What is Powerlifting?
Strength is the primary ingredient of athletic performance. Powerlifting's lifts are the definitive measure of strength. Powerlifting is the ultimate strength competition. The powerlifting athlete competes in three specific disciplines, each designed to measure different areas of human strength. The sum or total of the best lift in each discipline determines the winner. Powerlifting is an exciting sport where athletes compete against the force of iron as well as other athletes.
Through the IPF, Powerlifting is a truly international sport practiced in over 100 countries and on all continents. Athletes, men and women from age 14 and upwards compete in given age groups and weight categories. Weight categories begin with 43kg Women's Class and end in the Men's over 120kg Class (unlimited).
The three disciplines, in contest order, that make up the sport are the Squat, Benchpress and Deadlift.
The lift starts with the lifter standing erect and the bar loaded with weights resting on the lifter's shoulders. At the referee's command the lift begins. The lifter bends their knees and lowers into a squatting position with the hips slightly below parallel position. The lifter then returns to an erect position. At the referees command the bar is returned to the rack and the lift is completed.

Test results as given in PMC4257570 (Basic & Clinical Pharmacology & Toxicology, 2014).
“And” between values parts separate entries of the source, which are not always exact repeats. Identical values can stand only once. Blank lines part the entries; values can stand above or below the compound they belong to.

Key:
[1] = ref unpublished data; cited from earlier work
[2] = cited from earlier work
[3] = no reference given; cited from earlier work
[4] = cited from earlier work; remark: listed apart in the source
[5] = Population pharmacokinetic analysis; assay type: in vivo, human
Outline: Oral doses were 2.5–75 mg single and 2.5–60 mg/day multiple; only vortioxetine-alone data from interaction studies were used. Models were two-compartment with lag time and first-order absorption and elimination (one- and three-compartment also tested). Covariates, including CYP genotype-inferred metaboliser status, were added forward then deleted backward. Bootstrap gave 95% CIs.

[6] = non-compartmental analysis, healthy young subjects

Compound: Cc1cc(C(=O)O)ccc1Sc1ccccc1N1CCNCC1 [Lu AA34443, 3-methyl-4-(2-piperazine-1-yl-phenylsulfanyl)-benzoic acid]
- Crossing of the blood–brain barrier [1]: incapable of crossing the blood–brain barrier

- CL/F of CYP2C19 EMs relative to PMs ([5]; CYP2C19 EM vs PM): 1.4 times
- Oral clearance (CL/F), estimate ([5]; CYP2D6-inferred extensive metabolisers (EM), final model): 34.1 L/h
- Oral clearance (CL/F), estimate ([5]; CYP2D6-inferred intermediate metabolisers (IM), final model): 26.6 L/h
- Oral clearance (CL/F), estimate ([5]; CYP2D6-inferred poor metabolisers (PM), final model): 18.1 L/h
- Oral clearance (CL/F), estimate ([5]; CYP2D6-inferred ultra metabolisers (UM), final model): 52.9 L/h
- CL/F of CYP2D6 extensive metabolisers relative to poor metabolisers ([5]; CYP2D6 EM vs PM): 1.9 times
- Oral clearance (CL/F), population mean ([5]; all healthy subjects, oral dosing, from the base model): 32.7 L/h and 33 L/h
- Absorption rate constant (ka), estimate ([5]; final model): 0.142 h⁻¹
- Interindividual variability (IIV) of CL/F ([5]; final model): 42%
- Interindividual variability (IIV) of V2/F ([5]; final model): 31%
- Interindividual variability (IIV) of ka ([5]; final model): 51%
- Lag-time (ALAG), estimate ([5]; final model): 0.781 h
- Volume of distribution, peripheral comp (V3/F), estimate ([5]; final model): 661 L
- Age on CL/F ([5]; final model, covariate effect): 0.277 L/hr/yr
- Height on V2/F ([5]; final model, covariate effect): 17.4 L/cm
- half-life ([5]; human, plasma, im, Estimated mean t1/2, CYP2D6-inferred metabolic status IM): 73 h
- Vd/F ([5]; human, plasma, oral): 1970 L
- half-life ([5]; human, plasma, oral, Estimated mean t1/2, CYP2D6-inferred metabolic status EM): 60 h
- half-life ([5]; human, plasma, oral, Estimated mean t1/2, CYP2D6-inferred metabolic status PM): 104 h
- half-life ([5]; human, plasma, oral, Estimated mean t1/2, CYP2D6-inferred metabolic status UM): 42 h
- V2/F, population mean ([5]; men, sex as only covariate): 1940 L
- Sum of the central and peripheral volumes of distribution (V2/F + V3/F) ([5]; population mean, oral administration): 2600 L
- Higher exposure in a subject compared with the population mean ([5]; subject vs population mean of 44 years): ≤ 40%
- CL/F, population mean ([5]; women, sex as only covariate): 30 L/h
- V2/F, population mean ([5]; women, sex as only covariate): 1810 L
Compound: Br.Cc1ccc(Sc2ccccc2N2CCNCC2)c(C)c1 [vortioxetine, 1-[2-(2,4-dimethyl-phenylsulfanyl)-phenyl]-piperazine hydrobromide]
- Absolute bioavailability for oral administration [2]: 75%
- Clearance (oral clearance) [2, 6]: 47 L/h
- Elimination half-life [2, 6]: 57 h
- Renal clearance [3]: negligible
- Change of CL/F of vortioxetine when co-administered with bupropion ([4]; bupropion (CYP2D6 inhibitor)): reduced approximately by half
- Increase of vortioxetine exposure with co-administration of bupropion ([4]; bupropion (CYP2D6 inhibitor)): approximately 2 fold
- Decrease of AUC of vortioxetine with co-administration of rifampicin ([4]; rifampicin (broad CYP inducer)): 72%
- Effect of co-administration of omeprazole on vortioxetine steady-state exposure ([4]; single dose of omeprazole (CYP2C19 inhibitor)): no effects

With his or her back resting on the bench, the lifter takes the loaded bar at arm's length. At the referee's command the powerlifter lowers the bar to the chest. On the chest the bar must be hold motionless until the referee give the “press” signal. The powerlifter pushes the weight up until the arms are straight and the elbows locked. Then the referee will call 'rack' and the lift is completed as the weight is returned to the rack.
The Deadlift is often described as the king of the powerlifting disciplines. In the deadlift the athlete grasps the loaded bar which is resting on the platform floor. The powerlifter pulls the weights off the floor and assumes a standing erect position. The knees must be locked and shoulders back with the weight held in the lifters’ grip. At the referees command the bar will be returned to the floor under the control of the lifter.